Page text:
The latest chapter in the feud between Sen. Elizabeth Warren and President Obama over trade is now spilling over into questions of whether the labor provisions of the White House-backed Trans-Pacific Partnership would actually be enforceable.
Obama has said the 12-nation TPP would have strong human-rights, environmental, and labor standards that are "actually enforceable," a roundabout criticism of previous trade agreements.
In a weekly address last month, Obama said that because TPP would include Canada and Mexico, the other two countries in the North American Free Trade Agreement, it "fixes a lot of what was wrong with NAFTA too," attempting to address the concerns of many progressives that previous trade agreements lacked sufficient labor protection.
But Warren, who is one of the loudest critics of the trade proposal, is arguing that Obama's assurances don't carry much weight. The senator's office released a report Monday featuring quotes from officials in both the Bill Clinton and George W. Bush administrations making similar claims about free-trade agreements, as well as similar remarks from the Obama administration about free-trade deals it has made with South Korea, Colombia, and Panama.
When asked about the concerns raised in Warren's report, the U.S. Trade Representative's office forwarded a report released earlier in the year which said that while labor provisions were part of side agreements with NAFTA, the U.S. is requiring countries in the TPP negotiations to provide workers' rights and that labor provisions will be part of the core of the agreement. The USTR also highlighted work the Obama administration has done to promote labor rights in Colombia, Jordan, Guatemala, Burma, and Bahrain.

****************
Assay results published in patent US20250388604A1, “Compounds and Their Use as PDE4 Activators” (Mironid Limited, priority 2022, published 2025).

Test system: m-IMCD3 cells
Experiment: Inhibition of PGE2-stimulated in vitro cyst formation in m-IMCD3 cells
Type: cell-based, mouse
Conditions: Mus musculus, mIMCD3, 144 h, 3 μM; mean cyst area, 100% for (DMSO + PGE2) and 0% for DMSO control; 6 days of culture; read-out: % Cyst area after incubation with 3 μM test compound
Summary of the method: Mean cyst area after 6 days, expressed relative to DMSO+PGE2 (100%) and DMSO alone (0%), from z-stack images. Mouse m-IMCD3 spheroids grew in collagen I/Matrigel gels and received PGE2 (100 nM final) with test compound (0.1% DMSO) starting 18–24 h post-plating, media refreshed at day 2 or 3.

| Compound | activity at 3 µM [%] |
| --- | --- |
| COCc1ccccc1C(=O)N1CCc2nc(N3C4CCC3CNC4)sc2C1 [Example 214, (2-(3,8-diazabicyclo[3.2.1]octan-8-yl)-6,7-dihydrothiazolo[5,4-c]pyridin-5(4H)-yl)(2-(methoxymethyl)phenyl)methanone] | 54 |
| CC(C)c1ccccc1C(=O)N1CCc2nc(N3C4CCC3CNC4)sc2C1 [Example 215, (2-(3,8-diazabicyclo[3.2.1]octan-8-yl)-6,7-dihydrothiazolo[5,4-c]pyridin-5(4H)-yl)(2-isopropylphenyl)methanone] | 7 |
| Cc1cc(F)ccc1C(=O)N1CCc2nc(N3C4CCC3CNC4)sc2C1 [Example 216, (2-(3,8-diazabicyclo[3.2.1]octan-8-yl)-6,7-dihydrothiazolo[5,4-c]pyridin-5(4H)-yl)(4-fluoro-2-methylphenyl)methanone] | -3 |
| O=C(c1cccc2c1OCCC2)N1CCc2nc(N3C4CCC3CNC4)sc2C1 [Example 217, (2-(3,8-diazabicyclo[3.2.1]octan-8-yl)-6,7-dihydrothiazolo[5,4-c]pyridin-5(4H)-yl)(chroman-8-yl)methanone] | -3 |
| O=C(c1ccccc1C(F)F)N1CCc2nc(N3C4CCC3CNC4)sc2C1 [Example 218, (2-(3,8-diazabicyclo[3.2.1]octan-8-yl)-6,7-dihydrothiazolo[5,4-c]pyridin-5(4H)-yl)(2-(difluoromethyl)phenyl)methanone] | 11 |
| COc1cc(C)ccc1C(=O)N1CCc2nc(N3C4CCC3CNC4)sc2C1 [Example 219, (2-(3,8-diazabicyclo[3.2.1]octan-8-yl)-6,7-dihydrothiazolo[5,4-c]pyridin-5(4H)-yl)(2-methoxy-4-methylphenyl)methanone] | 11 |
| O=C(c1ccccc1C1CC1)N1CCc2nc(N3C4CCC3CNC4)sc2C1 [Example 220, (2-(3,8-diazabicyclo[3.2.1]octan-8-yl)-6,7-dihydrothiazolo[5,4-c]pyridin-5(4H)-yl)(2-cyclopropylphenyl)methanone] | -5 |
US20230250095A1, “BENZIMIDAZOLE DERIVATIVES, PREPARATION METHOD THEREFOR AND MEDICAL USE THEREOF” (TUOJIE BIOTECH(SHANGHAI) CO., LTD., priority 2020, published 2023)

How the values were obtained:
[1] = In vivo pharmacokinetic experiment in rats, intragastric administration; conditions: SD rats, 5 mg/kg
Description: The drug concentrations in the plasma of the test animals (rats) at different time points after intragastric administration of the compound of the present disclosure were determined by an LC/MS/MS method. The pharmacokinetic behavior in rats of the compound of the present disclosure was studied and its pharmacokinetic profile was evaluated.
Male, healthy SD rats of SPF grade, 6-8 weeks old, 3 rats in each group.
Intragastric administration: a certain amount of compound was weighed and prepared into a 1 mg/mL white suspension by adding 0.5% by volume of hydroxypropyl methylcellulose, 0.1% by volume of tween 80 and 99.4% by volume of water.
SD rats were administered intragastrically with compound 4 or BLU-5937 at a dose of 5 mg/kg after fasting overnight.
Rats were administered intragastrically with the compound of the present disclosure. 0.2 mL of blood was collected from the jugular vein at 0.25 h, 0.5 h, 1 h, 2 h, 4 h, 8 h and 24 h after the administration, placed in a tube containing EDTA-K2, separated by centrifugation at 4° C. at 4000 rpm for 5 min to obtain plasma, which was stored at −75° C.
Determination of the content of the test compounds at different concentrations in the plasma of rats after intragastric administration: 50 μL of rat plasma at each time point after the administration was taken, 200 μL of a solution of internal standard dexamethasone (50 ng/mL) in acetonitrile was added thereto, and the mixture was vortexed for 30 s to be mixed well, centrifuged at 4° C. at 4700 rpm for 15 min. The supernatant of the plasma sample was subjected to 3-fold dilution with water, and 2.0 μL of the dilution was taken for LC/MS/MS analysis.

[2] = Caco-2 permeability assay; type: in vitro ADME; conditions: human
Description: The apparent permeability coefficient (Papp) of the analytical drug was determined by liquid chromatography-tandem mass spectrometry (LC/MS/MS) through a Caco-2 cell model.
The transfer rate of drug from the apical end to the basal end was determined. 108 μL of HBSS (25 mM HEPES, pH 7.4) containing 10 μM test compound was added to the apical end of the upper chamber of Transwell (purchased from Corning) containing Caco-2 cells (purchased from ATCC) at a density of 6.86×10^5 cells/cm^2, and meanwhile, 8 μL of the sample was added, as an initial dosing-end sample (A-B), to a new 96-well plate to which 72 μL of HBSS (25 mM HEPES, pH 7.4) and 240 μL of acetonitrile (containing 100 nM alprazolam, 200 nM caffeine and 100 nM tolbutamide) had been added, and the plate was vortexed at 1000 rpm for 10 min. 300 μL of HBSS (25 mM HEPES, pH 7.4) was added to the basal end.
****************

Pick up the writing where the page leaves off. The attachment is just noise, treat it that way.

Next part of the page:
Warren's document cites findings from the Government Accountability Office that, while there have been some labor improvements in countries with whom the U.S. has made free-trade agreements, there are still widespread problems that the Department of Labor is often too slow to address.
Warren's office also says 10 countries the U.S. has existing trade agreements with still use child labor, citing the Department of Labor. While the USTR highlighted the fact that it had brought the first-ever labor case under a free-trade agreement against Guatemala in 2014, Warren said it only came six years after the initial claim was filed.
Labor leaders in the U.S. have consistently expressed concern about possible lack of enforcement on labor standards. During a Senate Finance Committee hearing last month on Trade Promotion Authority, which would subject trade agreements to an up-or-down vote without the ability to amend, AFL-CIO President Richard Trumka highlighted the killing of workers in Colombia, which has a free-trade agreement with the U.S.
Warren has emerged as the TPP's biggest critic, saying it could dismantle labor and environmental rules and lead to a rollback of financial regulation like Dodd-Frank. Now, in this latest chapter, the White House and Warren are debating how much Obama will actually be able to do to protect workers' rights abroad to keep the playing field level for American workers.